trendingIt’s that time of year again where everyone gathers together to open presents and eat with family predict what might happen next year in recruiting. At their essence, predictions are simply educated guesses, a quick glance at what could happen based on what we saw in the past year. Analysts keep their ears to the ground hoping that they can pinpoint the coming surge of technology or service offering. Sometimes they’re wrong, sometimes they’re right, but what analyzing the posts they churn out starting at the end of November tells us is… who’s spending the most on PR.

If you don’t have time to read all the posts, don’t fret. Over a plate of piping hot leftover mashed potatoes and amidst the virtual confetti of Black Friday receipts, I’ve done it for you. You’re welcome.

When it comes to consumer apps/services and integration, Sarah White puts them at the top of her predictions list, arguing strongly that the consumerization of technology within the enterprise will ultimately lead to an increased need for better and tighter integrations from all avenues of HR and Recruiting technologies. According to White, the ATS will serve as the core technology or multiple plug and play products. Her nod to predictive or proactive sourcing also came mid-2012 and is being confirmed by several other analysts.

John Sullivan comes out with a flurry of predictions regarding everything from mobile to workforce planning, and while they all seem likely to happen, improve or be remarked upon in 2013, it’s tough to pick the standouts. He does make one very specific prediction though, that LinkedIn will become #1 and dominate social media. It’s an interesting mountain on which to plant a flag, but he has deemed the professional network the “primary recruiting tool for attracting non-active prospects. The use of Twitter for recruiting will continue to grow, while Facebook will begin to wane in the recruiting space…” Sullivan also gives a thumbs up to Glassdoor.

While white calls for the ATS to be the hub of future recruitment efforts, Matthew Jeffries states that the traditional ATS has come to an end, and possibly the entire industry of recruitment has as well… in his piece titled Recruitment 5.0. It’s a shaky premise and one that has been predicted before, although to be fair, in the same breath he says:

Recruiting gets back to basics and focuses on building relationships. Included in this is a focus on personalization/humanization and dominating/driving communications.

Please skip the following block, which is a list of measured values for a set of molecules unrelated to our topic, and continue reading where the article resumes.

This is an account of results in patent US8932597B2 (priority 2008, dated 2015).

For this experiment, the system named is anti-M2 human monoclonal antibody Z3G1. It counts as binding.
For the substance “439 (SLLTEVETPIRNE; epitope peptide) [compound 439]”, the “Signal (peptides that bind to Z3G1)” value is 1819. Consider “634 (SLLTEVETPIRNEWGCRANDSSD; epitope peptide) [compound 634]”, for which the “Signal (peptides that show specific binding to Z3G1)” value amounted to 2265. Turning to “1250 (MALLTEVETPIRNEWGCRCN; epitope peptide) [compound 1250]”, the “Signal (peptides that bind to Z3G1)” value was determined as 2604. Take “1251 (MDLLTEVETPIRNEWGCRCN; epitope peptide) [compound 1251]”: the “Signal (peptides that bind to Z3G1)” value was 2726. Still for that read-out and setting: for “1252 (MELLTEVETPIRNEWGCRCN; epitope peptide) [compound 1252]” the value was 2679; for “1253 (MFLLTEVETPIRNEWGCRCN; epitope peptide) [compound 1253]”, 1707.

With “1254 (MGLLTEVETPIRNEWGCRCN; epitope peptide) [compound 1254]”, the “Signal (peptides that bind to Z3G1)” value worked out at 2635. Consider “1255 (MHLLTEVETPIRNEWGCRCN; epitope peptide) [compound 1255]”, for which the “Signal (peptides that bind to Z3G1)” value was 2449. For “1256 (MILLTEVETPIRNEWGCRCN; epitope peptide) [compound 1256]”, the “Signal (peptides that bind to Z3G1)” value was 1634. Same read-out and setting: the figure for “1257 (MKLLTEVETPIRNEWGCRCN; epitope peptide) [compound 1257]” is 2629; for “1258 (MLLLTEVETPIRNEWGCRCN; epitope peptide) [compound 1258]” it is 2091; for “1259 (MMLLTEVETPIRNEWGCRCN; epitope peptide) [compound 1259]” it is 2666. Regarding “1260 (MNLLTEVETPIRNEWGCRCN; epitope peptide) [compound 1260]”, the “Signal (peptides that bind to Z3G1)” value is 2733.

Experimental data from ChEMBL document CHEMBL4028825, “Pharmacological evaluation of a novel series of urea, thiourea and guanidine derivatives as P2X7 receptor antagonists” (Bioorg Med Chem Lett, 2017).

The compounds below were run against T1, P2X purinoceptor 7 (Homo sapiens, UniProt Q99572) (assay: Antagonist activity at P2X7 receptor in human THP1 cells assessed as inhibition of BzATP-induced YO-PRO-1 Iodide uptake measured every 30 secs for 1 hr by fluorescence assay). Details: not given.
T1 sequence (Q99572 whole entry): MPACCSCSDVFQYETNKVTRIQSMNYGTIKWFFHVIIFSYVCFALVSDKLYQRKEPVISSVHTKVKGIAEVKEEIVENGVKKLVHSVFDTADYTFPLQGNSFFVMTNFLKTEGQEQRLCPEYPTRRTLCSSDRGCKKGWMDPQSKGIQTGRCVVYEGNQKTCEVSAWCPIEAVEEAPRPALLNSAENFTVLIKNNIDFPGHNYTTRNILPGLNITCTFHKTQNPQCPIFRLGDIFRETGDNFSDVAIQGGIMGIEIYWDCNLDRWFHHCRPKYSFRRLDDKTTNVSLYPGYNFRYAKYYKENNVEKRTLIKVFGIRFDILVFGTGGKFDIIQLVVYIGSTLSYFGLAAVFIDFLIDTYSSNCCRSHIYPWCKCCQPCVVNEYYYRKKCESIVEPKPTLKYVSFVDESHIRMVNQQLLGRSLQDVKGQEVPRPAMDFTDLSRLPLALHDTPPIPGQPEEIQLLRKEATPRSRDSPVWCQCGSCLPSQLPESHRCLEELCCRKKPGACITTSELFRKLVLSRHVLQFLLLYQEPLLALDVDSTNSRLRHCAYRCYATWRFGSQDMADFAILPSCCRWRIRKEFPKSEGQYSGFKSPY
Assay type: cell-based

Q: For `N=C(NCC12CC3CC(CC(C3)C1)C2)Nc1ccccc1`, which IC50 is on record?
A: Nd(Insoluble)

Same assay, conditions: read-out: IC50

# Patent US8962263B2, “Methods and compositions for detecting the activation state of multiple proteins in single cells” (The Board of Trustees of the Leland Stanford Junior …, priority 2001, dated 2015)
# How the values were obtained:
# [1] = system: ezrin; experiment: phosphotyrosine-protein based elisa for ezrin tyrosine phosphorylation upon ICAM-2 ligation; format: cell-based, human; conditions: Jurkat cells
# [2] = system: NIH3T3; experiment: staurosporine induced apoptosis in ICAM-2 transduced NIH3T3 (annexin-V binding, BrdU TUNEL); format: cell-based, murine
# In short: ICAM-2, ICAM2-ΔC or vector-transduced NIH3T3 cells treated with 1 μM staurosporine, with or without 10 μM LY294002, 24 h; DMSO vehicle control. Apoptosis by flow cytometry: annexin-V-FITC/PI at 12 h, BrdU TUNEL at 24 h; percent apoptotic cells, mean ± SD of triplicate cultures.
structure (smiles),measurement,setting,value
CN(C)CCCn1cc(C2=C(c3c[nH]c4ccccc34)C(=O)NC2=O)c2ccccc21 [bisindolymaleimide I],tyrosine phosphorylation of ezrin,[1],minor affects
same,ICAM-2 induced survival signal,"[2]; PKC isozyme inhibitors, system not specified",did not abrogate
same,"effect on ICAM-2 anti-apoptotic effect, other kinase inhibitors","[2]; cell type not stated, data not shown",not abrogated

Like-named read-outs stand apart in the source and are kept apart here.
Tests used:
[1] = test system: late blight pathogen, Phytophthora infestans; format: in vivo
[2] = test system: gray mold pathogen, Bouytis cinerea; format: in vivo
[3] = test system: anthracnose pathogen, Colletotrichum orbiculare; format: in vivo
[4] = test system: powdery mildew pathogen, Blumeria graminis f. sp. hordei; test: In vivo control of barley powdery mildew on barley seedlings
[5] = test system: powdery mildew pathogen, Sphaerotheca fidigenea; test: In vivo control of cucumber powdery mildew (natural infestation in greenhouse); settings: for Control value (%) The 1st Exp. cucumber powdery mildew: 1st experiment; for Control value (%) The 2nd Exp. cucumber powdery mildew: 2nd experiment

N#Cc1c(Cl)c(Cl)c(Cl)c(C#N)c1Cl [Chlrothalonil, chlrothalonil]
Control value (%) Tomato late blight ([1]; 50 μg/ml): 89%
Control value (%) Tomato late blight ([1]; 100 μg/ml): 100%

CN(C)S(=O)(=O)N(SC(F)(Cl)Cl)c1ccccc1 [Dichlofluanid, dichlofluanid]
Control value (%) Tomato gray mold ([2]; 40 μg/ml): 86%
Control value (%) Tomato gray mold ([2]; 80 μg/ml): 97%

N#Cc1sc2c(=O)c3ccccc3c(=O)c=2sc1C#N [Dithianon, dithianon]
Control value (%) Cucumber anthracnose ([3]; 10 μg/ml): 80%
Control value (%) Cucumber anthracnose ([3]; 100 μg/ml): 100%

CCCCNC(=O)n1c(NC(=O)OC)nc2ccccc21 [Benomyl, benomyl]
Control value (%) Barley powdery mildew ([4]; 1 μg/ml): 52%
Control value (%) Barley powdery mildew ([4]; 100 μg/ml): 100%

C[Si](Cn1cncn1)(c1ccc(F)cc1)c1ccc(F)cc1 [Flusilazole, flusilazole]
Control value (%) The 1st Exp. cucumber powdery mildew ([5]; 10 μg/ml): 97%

So perhaps like many analysts, Jeffries is simply calling for a drastic overhaul of the profession given the plethora of new tools, emerging technologies, augmented services and workforce cultural shifts. But I’m just spitballing.

Kyle Lagunas at Software Advice offers fewer predictions and more substance with his actual reviews of… software! He demos and points out the highs and lows of companies like Entelo, Wowzer, SilkRoad, CultureAmp and more. His breakdown of new technologies entering the market is invaluable to HR buyers. While predictions are useful from a broad perspective, being able to narrow the focus to tools that do a very specific task within the talent acquisition function is tremendously helpful.

Finally, here is a quick list of some things that have been predicted every year since 2008 and therefore, according to my internal rules, do not count as predictions but more like super obvious trends that have their own conferences and everything: mobile, gamification, employee engagement, workforce planning, recruitment marketing, cultural innovation (you can put anything with a -tion suffix in this category actually).

What I’d love to hear is what tools YOU are using? What do you see as a trend in recruiting or HR from your office in Ohio or Maine? What are your thoughts on global trends? Local ones? Looking back on 2012 have you noticed a shift, that while barely perceptible at the time, is visible en masse? Shout it out in the comments.

Power your recruiting success.
Tap into, the largest network of recruiters.

in Online Recruitment]